It’s been a crazy few months and somehow it’s only two months now until I plan to head south to Antigua as part of the Salty Dawg Rally.
I am happy to say that my repairs to Pandora’s fuel tank seem to be holding and I have not seen any evidence of further leaking. I didn’t expect to see any leaks on the “repaired” tank but did wonder about my port tank which had some evidence of fuel under it. I sopped up the small amount of fuel from under the tank and it appeared to be thicker and darker than fresh fuel. It was also quite red as opposed to a pinkish color from dye that is added to fuel not taxed for road use, further suggesting that it’s been there for years. After getting the small amount of fuel that had collected under that tank out, no more has shown up. Fingers crossed that there won’t be a problem.
Last week I ran Pandora down to Stamford for what I hope will be the final adjustment to her paint job, the waterline. When she was painted last summer, the summer of 2018 actually, I asked to have the aft waterline brought up a bit. They did do that but didn’t adjust the rest of the waterline so it ended up wavy and not the same on both sides.
Getting it fixed has proven to be a bit challenging, coordinating schedules between me and the painter, but it’s being done now. I understand that they do a lot of work at the Hinkley Yard in Stamford so I guess he worked out a deal on hauling and storage while Pandora is in the yard as I am not being charged this go-around. Having her out of the water for now is good as I needed a place to put her for a while while we are away in France and it’s better to have her on the hard when she’s not in use.
Anyway, by mid September she should be all set for a winter in the tropics, I hope.
The run to Stamford was uneventful and it was a bit surreal to see her on the dock with a backdrop of office buildings before we headed to the train station and home. While she looks pretty big in that photo, she looks positively diminutive in this one, next to the big cat. I was told to leave Pandora in a slip near the lift and she was out of the water before I even called the next morning. Here she is on the hard. I sure hope that they put more supports under her and also add chains to keep them from slipping out. Just sayin as it is hurricane season after all.
So, this afternoon we head to France, Paris and Normandy for the next two weeks. I am hopeful that there will be something nautical to post about while we are there. However, Paris, where we will begin and end our trip isn’t exactly known for boats, except perhaps pond boats on some of those reflecting pools. Fingers crossed that there will be something to write about. If not, I’ll think of something.
Oh yeah, remember the problem with the watermaker? It turns out that all I needed to do was a “hard reset” on the computer controller and all is well again. It took a while for me to get up the nerve to do this as it involved exposing the computer board and shorting two terminals, something that seemed potentially “terminal” to me.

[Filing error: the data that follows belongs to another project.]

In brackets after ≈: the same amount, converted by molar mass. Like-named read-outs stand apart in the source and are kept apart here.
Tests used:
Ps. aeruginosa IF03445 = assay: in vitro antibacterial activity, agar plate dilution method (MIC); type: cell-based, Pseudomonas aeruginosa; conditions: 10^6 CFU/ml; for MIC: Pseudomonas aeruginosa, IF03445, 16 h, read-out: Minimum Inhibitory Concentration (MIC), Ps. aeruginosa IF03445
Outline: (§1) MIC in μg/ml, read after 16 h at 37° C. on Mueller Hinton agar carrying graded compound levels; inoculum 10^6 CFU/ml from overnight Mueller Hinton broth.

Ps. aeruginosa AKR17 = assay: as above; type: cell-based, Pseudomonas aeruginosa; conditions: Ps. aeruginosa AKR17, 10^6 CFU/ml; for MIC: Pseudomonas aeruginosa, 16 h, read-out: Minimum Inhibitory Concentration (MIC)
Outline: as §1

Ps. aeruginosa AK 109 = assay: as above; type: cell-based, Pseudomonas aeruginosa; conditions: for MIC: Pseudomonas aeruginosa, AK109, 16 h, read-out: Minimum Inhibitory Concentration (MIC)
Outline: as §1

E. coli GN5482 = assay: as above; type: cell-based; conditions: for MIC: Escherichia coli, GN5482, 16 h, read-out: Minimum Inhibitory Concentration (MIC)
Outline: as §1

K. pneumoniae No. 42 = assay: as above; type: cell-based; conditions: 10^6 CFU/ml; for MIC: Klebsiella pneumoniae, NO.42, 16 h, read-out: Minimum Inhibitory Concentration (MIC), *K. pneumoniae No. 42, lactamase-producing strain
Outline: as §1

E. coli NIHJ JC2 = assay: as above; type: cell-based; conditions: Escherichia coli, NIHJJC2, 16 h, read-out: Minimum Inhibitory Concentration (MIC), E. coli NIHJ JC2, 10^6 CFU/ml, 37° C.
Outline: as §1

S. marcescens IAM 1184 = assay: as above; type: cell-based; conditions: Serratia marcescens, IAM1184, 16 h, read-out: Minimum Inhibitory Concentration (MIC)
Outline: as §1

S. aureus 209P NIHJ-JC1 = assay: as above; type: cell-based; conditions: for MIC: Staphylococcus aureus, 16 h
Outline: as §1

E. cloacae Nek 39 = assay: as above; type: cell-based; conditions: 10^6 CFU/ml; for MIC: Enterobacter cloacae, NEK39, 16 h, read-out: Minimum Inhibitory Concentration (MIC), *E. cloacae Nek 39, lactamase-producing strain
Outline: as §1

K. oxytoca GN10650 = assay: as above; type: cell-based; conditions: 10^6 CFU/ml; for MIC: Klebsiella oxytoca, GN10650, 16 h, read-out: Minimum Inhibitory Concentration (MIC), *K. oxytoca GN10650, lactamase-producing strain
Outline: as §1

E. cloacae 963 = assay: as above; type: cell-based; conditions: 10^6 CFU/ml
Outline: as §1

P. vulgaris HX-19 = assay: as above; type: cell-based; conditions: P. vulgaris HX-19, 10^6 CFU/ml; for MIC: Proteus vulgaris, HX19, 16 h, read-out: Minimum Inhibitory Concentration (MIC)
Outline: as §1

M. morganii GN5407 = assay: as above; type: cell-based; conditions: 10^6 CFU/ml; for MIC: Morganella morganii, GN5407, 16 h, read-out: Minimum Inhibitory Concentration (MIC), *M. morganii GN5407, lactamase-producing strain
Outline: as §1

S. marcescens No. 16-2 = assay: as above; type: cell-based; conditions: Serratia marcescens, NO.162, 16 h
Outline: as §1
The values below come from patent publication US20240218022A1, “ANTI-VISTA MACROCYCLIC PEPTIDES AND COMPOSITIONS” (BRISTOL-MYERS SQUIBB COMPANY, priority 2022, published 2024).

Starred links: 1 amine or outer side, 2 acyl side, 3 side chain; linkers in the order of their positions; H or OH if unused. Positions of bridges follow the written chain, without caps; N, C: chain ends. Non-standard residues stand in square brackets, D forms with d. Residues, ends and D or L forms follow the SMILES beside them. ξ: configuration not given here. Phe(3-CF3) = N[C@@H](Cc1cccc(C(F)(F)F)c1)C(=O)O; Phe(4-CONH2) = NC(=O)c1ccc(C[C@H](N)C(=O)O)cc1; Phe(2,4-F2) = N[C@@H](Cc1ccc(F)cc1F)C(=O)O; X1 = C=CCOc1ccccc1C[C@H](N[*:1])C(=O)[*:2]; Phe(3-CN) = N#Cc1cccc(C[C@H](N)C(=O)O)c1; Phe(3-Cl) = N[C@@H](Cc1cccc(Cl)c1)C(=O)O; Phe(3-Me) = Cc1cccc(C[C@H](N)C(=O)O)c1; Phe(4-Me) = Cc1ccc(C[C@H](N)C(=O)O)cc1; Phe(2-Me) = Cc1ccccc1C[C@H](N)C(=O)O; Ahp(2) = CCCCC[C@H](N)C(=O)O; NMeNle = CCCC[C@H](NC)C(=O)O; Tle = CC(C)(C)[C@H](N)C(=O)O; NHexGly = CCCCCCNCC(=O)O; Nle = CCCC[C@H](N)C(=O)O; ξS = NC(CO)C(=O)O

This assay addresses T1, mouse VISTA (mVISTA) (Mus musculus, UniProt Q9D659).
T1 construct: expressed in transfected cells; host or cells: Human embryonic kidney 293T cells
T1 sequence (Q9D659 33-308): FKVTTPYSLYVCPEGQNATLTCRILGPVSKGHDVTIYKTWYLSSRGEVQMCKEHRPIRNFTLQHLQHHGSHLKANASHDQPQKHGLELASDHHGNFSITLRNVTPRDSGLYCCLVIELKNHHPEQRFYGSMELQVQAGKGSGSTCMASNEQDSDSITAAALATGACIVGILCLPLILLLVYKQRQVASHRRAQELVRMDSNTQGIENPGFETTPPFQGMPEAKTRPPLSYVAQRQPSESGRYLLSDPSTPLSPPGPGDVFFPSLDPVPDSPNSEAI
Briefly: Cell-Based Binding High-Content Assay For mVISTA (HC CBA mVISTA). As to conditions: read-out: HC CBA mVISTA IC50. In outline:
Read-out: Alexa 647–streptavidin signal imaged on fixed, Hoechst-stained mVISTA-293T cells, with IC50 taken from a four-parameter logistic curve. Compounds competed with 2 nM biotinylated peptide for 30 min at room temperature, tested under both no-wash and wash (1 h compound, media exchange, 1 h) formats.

Anyway, I did it and the unit is now working perfectly again. As the boat is now on the hard for a month, I pickled the unit with propylene glycol and will start it up again when I am ready to head to Antigua. In the mean time, I ordered some parts to set the unit up to be run manually in the event that the computer gets messed up again.
By setting up the manual override I will be able to run the unit even if the electronics aren’t functioning. Actually, that’s the way it was set up on my last boat before I took it out and installed it on “new” Pandora. It’s convenient to have the computer to run the unit automatically but when push comes to shove, it’s nice to know that I can just switch it on. I’ll write about that when the bypass is settled and in place.
So, Pandora’s on the hard and we fly to Paris in a few hours. Sounds like fun. Hope there are some boats…
And, speaking of boats, with Pandora on the hard Brenda and I went for a ride in our little red car the other day and enjoyed a ride across the CT River on the Hadlyme Ferry, a short but sweet run across the river. After nearly two years, I can’t believe that it’s nearly time to head to Antigua again. Let’s hope that there isn’t some sort of catastrophic hurricane that gets in the way.
And speaking of hurricanes and hurricane Dorian bearing down on the Bahamas Abacos, it does give one pause for thoughts about how things can change in a moment when Mother Nature comes to call. As I write this Dorian has been upgraded to a Cat 5, the strongest possible, a terrifying thought.
As I have mentioned, I am involved in the Salty Dawg Rally to Antigua. Well, the rally also offers a second destination, in this case Marsh Harbor, Bahamas and that is exactly where the eye of Dorian is expected to make landfall in the next few hours. With the storm surge expected to reach as high as 25′ and sustained winds near 150kts, it’s hard to imagine much surviving such a hit.
I do wonder if this storm will be a repeat performance of what happened in the BVIs a few years ago that led to a switch in destinations for the rally to Antigua.
This photo of Dorian is pretty sobering. The “eye” is centered over Marsh Harbor so I expect that we will begin hearing more about the damage very soon. Fortunately, Dorian is expected to turn to the NE and possibly not make landfall but there remains a lot of uncertainty about his path. While Pandora is in good shape to make the run to Antigua and crew is in place, I sure hope that nothing happens in the next two months to change the rules like Dorian is doing in the Bahamas as I write this post.
Bests laid plans or not, when all is said and done, it’s all about Mother Nature as she sets the rules.
Anyway, off to France. Hope I find some boats.